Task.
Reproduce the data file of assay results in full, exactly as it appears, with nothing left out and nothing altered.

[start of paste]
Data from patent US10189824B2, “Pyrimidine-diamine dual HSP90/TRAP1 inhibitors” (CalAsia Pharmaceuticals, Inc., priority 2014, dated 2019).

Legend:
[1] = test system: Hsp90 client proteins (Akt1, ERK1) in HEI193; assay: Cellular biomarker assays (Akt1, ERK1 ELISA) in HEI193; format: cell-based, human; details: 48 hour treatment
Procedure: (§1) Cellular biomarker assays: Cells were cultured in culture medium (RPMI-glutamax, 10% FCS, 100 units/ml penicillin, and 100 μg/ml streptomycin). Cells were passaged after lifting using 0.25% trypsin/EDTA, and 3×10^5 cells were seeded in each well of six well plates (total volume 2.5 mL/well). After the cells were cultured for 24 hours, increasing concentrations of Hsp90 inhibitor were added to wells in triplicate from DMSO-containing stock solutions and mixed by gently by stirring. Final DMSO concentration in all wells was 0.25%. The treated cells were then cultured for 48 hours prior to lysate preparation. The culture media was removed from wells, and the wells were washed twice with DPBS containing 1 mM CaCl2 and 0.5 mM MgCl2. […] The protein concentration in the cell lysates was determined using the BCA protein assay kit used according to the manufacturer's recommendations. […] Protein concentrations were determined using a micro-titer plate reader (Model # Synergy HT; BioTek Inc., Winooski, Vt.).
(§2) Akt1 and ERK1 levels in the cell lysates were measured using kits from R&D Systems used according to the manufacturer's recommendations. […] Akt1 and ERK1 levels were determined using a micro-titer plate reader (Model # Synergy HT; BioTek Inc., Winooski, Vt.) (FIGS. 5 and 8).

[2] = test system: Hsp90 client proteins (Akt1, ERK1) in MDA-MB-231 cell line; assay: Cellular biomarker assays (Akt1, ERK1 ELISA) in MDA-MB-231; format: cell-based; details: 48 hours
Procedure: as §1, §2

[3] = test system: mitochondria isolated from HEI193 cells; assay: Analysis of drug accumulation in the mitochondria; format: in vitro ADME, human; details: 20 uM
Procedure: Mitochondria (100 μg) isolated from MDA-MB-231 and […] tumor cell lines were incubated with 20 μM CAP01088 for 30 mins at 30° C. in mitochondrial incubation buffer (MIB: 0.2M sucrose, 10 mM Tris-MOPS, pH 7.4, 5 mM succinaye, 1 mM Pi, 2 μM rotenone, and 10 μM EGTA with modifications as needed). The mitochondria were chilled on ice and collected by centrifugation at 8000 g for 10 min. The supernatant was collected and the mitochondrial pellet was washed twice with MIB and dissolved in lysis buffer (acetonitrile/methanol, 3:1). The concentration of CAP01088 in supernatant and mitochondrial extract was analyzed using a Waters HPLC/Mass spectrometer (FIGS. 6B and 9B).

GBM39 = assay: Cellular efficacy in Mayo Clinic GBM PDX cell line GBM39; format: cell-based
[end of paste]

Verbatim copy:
Data from patent US10189824B2, “Pyrimidine-diamine dual HSP90/TRAP1 inhibitors” (CalAsia Pharmaceuticals, Inc., priority 2014, dated 2019).

Legend:
[1] = test system: Hsp90 client proteins (Akt1, ERK1) in HEI193; assay: Cellular biomarker assays (Akt1, ERK1 ELISA) in HEI193; format: cell-based, human; details: 48 hour treatment
Procedure: (§1) Cellular biomarker assays: Cells were cultured in culture medium (RPMI-glutamax, 10% FCS, 100 units/ml penicillin, and 100 μg/ml streptomycin). Cells were passaged after lifting using 0.25% trypsin/EDTA, and 3×10^5 cells were seeded in each well of six well plates (total volume 2.5 mL/well). After the cells were cultured for 24 hours, increasing concentrations of Hsp90 inhibitor were added to wells in triplicate from DMSO-containing stock solutions and mixed by gently by stirring. Final DMSO concentration in all wells was 0.25%. The treated cells were then cultured for 48 hours prior to lysate preparation. The culture media was removed from wells, and the wells were washed twice with DPBS containing 1 mM CaCl2 and 0.5 mM MgCl2. […] The protein concentration in the cell lysates was determined using the BCA protein assay kit used according to the manufacturer's recommendations. […] Protein concentrations were determined using a micro-titer plate reader (Model # Synergy HT; BioTek Inc., Winooski, Vt.).
(§2) Akt1 and ERK1 levels in the cell lysates were measured using kits from R&D Systems used according to the manufacturer's recommendations. […] Akt1 and ERK1 levels were determined using a micro-titer plate reader (Model # Synergy HT; BioTek Inc., Winooski, Vt.) (FIGS. 5 and 8).

[2] = test system: Hsp90 client proteins (Akt1, ERK1) in MDA-MB-231 cell line; assay: Cellular biomarker assays (Akt1, ERK1 ELISA) in MDA-MB-231; format: cell-based; details: 48 hours
Procedure: as §1, §2

[3] = test system: mitochondria isolated from HEI193 cells; assay: Analysis of drug accumulation in the mitochondria; format: in vitro ADME, human; details: 20 uM
Procedure: Mitochondria (100 μg) isolated from MDA-MB-231 and […] tumor cell lines were incubated with 20 μM CAP01088 for 30 mins at 30° C. in mitochondrial incubation buffer (MIB: 0.2M sucrose, 10 mM Tris-MOPS, pH 7.4, 5 mM succinaye, 1 mM Pi, 2 μM rotenone, and 10 μM EGTA with modifications as needed). The mitochondria were chilled on ice and collected by centrifugation at 8000 g for 10 min. The supernatant was collected and the mitochondrial pellet was washed twice with MIB and dissolved in lysis buffer (acetonitrile/methanol, 3:1). The concentration of CAP01088 in supernatant and mitochondrial extract was analyzed using a Waters HPLC/Mass spectrometer (FIGS. 6B and 9B).

GBM39 = assay: Cellular efficacy in Mayo Clinic GBM PDX cell line GBM39; format: cell-based